Flamin' Hot Cheetos Are Healthy, According To Obama Administration

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Trying to eat healthier? You're in luck! According to President Barack Obama, Flamin' Hot Cheetos qualify as a nutritious snack — seriously.

When the Obama administration debuted the new nutrition guidelines last year, its goal was to limit the amount of junk food accessible at schools.

Though most of the country wrote off the guidelines as far too strict, Frito-Lay, the maker of Cheetos, saw a challenge — and an opportunity.

Using Obama's nutrition standards as a guideline, Frito-Lay reformulated the Flamin' Hot recipe, cutting fat and salt and adding in whole grains.

In doing so, Frito-Lay ensured its product could still be available in schools, a major source of revenue for snack food companies.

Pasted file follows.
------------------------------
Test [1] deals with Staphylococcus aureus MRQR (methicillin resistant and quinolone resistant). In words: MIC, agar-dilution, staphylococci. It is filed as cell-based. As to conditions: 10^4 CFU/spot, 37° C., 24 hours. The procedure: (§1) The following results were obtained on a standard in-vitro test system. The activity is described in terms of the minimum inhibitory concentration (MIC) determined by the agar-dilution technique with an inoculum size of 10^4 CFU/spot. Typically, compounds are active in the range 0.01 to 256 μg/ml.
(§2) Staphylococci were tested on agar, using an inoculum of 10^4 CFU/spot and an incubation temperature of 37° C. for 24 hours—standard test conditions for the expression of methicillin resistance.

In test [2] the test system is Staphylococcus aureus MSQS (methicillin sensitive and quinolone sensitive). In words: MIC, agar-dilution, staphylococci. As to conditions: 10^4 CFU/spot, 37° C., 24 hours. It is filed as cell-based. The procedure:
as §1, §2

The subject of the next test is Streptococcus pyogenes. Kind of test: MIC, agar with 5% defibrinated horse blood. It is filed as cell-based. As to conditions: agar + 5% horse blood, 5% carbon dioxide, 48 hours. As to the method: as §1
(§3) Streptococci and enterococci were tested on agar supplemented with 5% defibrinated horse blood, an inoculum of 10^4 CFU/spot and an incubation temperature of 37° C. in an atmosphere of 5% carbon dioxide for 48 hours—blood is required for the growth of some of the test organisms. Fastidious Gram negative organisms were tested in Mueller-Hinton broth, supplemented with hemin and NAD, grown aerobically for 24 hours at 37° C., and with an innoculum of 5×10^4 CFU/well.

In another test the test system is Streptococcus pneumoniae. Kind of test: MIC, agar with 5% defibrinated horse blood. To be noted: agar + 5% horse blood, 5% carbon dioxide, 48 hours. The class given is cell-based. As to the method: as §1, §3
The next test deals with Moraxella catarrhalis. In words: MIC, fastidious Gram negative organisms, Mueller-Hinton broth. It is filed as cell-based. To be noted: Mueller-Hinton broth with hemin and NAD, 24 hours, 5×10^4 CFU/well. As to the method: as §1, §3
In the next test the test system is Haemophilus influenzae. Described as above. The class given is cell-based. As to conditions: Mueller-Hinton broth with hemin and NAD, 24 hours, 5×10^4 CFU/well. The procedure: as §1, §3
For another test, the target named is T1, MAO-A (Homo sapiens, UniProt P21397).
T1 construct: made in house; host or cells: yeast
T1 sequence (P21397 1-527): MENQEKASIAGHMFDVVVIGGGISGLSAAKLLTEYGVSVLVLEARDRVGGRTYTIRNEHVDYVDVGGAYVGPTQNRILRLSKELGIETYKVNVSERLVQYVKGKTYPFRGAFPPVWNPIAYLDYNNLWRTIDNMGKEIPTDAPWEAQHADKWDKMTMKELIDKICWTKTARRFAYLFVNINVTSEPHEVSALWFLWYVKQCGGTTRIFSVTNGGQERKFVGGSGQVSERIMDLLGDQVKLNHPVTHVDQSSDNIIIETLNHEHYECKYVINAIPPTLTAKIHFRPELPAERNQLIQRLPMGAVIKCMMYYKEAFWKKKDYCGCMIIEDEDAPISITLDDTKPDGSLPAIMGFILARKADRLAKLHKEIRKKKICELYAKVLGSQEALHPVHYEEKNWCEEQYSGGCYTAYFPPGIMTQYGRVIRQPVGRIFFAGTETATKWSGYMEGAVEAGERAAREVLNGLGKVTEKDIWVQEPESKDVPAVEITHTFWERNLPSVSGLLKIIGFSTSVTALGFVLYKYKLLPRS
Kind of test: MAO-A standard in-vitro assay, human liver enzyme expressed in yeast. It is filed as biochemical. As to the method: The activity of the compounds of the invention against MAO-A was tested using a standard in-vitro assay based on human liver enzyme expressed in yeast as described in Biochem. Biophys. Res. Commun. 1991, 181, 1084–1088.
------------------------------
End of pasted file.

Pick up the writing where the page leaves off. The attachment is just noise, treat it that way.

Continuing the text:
Virginia Stallings, the chair of the federal committee that formulated the country's new nutrition rules, lamented, “I thought the top sellers might be things that had more nutrients in them than Flamin' Hot Cheetos.”

“But,” she added, “one of the things we were absolutely expecting and appreciating is that food companies would look at these recommendations and they would, in fact, reformulate their products.”

But does meeting a few premeditated guidelines really mean Flamin' Hot Cheetos are healthy?

“Of course not” says Marion Nestle, a nutrition professor at New York University. “If you set up nutrition standards, the food industry can do anything to meet those standards.”

Though it's certainly a step in the right direction (the new Cheetos are absolutely healthier than their full-fat counterparts), the fact of the matter is obesity will continue to plague the country until we all adopt an entirely different approach to eating -- one that focuses on eating whole foods from natural sources.

Because, in the end, a wolf in sheep's clothing is still a wolf -- and whole-grain Cheetos are still Cheetos.

Citations: Flamin Hot Cheetos Are A Smart Snack According To Science (Uproxx), Guess What Makes The Cut As A Smart Snack In Schools Hot Cheetos (NPR)